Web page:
Happy Birthday cards are silly! Photo: Cathe Post

Happy Birthday cards are silly! Kids will take the time to read the text of these fun gifts. Image: Cathe Post

Happy Birthday: Happy Birthday is a game similar to Apples to Apples. The game revolves around the idea that you are going to a birthday party and only have some crazy, strange gifts in your closet to take. The judge (or the birthday person) picks their favorite and least favorite gift. The players who brought those gifts to the party get points. Classroom Rule Adjustments: The kids already sit in groups of 3-5. I had each table be a “team.” Each team would get a set of cards and would have to work together to pick the gifts they thought the judge would think was awesome and awful. This was great for building teamwork skills. It also allowed kids who played the judge/birthday person to read the gift cards aloud in front of the class, which they enjoyed. Additional games of the same type would work: Dixit, Apples to Apples, or Apples to Apples Junior Grade: A+ (All four classes loved it and wanted my copy to keep in their classroom. Adults probably will not enjoy this game as much as the kids.)

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With an overhead projector, 20 Express cubes can be easily seen by an entire class. Image: Cathe Post

20 Express: This is a math and number-line game disguised as a guessing and party game. Classroom Rule Adjustments: None needed to be made. Grade: C- (One of the four classes tolerated this game. Since they had been working on their number line during the year, it felt like I was teaching them instead of playing a game. Of course the teachers LOVED this game.)

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Using all three sets of Story Cubes in a class means there are enough for 27 people to play. Image: Cathe Post

Rory’s Story Cubes: These cubes have been written about extensively by GeekMom Jenny. Basically, these dice have little pictures on them. When you roll the dice, you can make up stories using the pictures as prompts. Classroom Rule Adjustments: If you only have one set of cubes, you can split the kids into groups and have each group take turns rolling a die and come up with a story in their little group. If you have enough cubes to give one to every student in the class, the kids have time to come up with possibilities of what their cube’s function could be in a large story. Additional games of the same type would work: Rory’s Voyages Cubes and Rory’s Actions Cubes Grade: A- (The kids liked this game, however, the story often turned into who ever the “character” was picking up a bunch of items or finding them, and then blowing up or dying.) Honorable Mention: Bane! (which isn’t on Kickstarter yet, but would be a great start-of-year game to play) The social game is basically Rock, Paper, Scissors played with cards instead of hands. Look for the Kickstarter hopefully in November.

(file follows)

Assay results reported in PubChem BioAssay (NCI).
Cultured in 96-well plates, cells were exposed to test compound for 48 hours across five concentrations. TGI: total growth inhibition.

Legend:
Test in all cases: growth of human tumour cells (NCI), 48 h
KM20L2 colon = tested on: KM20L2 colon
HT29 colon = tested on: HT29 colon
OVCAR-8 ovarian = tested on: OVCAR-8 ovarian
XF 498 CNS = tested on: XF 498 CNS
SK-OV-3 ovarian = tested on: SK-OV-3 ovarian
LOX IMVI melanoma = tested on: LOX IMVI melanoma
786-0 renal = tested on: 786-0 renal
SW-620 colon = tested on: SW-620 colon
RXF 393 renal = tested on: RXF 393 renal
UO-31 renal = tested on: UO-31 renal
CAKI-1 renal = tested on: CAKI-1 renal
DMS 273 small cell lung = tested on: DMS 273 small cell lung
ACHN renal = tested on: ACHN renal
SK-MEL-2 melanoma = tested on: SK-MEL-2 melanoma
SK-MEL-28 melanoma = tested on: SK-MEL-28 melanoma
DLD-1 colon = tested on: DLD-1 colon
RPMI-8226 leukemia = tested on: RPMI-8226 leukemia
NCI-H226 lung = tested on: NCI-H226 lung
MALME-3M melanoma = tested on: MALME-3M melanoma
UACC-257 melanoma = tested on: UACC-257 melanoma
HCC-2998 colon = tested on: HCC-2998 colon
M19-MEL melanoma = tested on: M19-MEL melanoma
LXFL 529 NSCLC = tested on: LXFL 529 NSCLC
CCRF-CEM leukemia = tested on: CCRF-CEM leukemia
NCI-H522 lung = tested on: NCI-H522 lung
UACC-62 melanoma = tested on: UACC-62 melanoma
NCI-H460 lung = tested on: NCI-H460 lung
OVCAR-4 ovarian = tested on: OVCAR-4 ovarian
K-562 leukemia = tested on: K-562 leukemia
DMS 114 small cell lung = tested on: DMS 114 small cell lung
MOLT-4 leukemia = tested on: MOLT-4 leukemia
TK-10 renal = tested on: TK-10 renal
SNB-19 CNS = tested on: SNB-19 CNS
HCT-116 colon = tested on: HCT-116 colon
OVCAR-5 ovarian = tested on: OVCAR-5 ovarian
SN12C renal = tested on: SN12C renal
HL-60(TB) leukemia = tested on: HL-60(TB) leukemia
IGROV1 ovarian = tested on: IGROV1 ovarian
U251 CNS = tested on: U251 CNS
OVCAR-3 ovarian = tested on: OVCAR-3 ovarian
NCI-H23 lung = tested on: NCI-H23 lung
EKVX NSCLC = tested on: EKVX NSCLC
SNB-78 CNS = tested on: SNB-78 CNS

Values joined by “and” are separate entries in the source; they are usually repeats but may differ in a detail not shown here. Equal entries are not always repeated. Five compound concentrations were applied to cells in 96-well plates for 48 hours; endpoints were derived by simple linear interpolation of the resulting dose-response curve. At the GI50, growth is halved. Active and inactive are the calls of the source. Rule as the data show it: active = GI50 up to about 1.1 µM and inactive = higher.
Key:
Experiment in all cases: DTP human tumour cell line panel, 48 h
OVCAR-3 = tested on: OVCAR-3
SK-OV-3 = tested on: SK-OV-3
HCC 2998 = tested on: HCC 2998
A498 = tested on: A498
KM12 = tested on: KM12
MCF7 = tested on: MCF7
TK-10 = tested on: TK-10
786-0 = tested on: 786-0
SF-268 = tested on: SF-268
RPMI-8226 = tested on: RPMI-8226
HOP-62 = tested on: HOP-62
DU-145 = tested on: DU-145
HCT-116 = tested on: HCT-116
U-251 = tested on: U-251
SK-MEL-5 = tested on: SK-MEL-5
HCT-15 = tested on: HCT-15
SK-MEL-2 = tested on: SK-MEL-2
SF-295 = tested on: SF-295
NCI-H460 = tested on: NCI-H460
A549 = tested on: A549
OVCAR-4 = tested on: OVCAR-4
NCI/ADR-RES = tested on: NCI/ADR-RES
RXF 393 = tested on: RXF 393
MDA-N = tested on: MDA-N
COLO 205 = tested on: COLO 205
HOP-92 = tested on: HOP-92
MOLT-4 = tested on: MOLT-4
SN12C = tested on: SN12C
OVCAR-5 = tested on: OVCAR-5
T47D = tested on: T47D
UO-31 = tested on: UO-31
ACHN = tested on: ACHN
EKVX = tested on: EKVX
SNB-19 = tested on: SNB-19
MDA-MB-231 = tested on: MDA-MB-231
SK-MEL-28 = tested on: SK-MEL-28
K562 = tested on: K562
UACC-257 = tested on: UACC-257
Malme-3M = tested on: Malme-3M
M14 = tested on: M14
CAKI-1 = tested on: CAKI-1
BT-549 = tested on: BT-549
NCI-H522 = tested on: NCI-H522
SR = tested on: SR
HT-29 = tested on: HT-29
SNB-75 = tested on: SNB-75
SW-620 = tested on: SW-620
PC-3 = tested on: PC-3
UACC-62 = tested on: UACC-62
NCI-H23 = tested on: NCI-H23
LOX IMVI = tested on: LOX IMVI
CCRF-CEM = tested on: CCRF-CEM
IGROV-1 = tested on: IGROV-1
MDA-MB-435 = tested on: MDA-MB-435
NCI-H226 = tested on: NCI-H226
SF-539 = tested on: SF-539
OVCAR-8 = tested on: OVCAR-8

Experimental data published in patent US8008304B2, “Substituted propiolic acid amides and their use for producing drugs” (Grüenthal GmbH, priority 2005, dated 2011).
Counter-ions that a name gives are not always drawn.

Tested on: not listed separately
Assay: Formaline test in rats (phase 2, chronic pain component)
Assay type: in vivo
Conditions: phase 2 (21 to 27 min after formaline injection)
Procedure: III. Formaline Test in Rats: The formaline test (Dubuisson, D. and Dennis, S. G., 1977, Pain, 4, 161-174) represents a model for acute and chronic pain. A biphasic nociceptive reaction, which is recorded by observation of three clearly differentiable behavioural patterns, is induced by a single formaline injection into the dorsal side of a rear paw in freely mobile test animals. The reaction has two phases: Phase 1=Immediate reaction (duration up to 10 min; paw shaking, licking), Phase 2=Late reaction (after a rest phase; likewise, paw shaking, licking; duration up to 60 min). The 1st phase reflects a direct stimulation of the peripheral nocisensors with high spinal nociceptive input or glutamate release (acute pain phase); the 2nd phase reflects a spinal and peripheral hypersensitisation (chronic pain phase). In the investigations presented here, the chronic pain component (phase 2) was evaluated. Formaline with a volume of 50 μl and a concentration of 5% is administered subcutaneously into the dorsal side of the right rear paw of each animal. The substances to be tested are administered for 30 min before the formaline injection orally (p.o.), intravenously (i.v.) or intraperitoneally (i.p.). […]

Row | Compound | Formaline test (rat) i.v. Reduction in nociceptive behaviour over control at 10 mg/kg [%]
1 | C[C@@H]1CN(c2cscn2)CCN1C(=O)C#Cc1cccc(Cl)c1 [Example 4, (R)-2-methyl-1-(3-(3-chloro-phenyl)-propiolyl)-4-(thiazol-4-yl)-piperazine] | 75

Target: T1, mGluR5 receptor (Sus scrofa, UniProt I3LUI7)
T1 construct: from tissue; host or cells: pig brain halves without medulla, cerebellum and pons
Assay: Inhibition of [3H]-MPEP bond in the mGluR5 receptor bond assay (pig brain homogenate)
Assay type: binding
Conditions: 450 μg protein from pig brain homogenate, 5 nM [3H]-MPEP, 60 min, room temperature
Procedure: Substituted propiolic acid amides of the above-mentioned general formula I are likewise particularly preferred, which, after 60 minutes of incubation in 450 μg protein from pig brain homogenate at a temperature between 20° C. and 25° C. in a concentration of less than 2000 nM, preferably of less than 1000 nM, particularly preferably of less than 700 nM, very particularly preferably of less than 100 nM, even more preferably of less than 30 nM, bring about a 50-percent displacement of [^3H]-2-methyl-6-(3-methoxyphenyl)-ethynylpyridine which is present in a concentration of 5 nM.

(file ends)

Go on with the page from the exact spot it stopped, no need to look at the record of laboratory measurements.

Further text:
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Giveaway: DisneyNature Bears Blu-Ray and iPad Air Cases http://geekmom.com/2014/08/bears-blu-ray-giveaway/ http://geekmom.com/2014/08/bears-blu-ray-giveaway/#comments Fri, 29 Aug 2014 11:00:23 +0000 http://geekmom.com/?p=151637 Enter for a chance to win a DisneyNature Bears combo prize pack: a copy of the Blu-ray and a limited-edition Bears iPad Air case.

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Image: DisneyNature

Image: DisneyNature

On Earth Day weekend last April, my family took a trip to the theater to see DisneyNature’s latest film: BearsThis film is educational, exciting, and humorous all at the same time. Sky, Amber, and Scout are the members of a brown bear family and viewers follow them on a year-long journey of survival. The young family deals with weather, tides, predators, and fellow bears’ aggression while they eagerly await the annual salmon run and fantastic feast that follows.

Last week we received a Disney Blu-ray of the film and we watched all of it the same evening. My sons know and love the film’s narrator John C. Reilly from Wreck It Ralph; his flavor of humor in the narration is right up their alleys. He instills incredible personality into the film, and his storytelling makes this my favorite DisneyNature film to date! He does an especially touching job personifying Scout, the male baby bear.

The cinematography is amazing. I spent much of the film asking, “How did they film that?”, with scenes of fighting, scavenging for food, and devouring salmon… As if you’re standing right there on the riverbanks watching it all.

Well wouldn’t you know it? There’s a short seven-minute film included on the Blu-ray titled “How Did They Film That?” It goes over the techniques and challenges the film crew encountered during their two years in Alaska making this film. I was fascinated with how the film crew would snowboard around with their film equipment to get as close as possible to the bears. You’ll even get to experience a videographer as he wipes out in the snow! Viewers will also learn about the underwater filming that was a critical part of the completed movie; the divers used special scuba equipment that kept the bubbles from disturbing the bears. Not only did I learn from the film itself, but the extras on the Blu-ray will offer quite a bit of insight.